A rich, pretty, American girl traveling through Europe with her mother and younger brother. Daisy wants to be exposed to European high society but refuses to conform to old-world notions of propriety laid down by the expatriate community there. In Rome, she becomes involved with an Italian man named Giovanelli, and she eventually dies from malaria as a result of being outside with him at night. Along with Winterbourne, Daisy is the novel’s other possible protagonist.
A young American who has lived most of his life in Geneva. Winterbourne is the novel’s central narrative consciousness and possibly the protagonist. He is initially intrigued by Daisy because of her frivolity and independence, but he eventually loses respect for her. After she dies, however, he regrets his harsh judgment and wonders if he made a mistake in dismissing her so quickly.
Daisy’s younger brother. Randolph is a loud, ill-mannered, ungovernable little boy of about nine or ten.
Daisy and Randolph’s vague, weak, ineffectual mother. Mrs. Miller seems obsessed with her health and is utterly incapable of governing the behavior of her children. She is silly and clueless, but when Daisy falls ill, she proves “a most judicious and efficient nurse.”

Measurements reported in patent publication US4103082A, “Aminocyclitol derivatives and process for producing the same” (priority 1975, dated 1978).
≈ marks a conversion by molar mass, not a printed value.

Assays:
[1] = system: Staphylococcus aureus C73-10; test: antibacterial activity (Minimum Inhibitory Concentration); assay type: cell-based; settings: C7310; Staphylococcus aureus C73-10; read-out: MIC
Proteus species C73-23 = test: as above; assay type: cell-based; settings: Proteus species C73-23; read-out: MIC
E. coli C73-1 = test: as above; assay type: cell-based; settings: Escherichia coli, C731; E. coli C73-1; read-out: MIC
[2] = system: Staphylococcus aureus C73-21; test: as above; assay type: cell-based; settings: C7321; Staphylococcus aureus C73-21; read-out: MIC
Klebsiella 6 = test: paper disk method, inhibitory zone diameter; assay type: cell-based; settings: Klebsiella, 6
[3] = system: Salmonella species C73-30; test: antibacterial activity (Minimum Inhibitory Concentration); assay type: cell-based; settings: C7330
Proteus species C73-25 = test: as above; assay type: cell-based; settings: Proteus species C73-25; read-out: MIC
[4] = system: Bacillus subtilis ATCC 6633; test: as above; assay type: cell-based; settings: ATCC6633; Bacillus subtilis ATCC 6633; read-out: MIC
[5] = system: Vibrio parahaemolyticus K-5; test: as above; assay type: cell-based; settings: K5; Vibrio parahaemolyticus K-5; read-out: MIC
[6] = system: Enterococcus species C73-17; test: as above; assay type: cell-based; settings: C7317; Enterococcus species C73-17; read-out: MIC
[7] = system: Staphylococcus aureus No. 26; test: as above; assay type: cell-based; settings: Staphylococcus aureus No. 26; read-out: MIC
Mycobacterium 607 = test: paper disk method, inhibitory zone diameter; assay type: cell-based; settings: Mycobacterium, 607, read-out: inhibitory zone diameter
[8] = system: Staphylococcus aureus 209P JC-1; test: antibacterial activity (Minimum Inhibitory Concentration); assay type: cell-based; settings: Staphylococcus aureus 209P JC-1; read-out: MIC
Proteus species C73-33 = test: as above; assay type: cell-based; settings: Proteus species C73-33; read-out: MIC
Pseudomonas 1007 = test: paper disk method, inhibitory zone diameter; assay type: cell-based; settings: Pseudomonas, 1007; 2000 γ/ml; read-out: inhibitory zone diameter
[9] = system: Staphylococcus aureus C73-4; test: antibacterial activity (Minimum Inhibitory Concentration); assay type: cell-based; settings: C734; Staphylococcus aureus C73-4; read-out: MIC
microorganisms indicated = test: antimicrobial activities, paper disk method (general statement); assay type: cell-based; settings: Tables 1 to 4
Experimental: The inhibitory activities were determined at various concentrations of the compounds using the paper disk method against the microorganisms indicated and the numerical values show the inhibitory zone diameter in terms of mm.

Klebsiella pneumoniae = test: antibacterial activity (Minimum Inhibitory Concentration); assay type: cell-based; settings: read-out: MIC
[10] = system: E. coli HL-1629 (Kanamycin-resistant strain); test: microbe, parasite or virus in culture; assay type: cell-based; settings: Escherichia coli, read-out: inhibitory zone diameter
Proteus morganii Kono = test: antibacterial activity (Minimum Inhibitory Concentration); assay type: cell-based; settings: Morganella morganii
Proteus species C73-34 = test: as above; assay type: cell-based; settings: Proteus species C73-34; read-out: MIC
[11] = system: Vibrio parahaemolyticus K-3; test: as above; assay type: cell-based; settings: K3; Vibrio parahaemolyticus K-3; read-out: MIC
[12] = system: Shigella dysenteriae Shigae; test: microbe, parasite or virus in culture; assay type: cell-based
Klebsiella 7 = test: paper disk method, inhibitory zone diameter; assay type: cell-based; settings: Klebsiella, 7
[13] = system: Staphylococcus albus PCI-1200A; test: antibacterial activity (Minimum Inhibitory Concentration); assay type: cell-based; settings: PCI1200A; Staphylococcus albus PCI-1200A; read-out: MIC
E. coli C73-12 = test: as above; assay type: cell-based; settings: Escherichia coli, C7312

Winterbourne’s aunt, a shallow, self-important woman who seems genuinely fond of Winterbourne. Mrs. Costello is the voice of snobbish high society. She also fulfills the role of “confidante,” a frequent figure in Henry James’s novels.
The Millers’ supercilious interpreter/guide, often referred to as “the courier.” Eugenio has better judgment and a greater sense of propriety than either Daisy or Mrs. Miller and often treats them with thinly veiled contempt.
A wealthy, well-connected American widow who lives in Rome, knows Winterbourne from Geneva, and has befriended Daisy. Mrs. Walker shares the values of the rest of the American expatriate community, but she genuinely seems to care what happens to Daisy and tries to save her.
An Italian of unknown background and origins. Mr. Giovanelli’s indiscreet friendship with Daisy is misinterpreted by the American expatriate community and leads, directly or indirectly, to Daisy’s ostracism and death.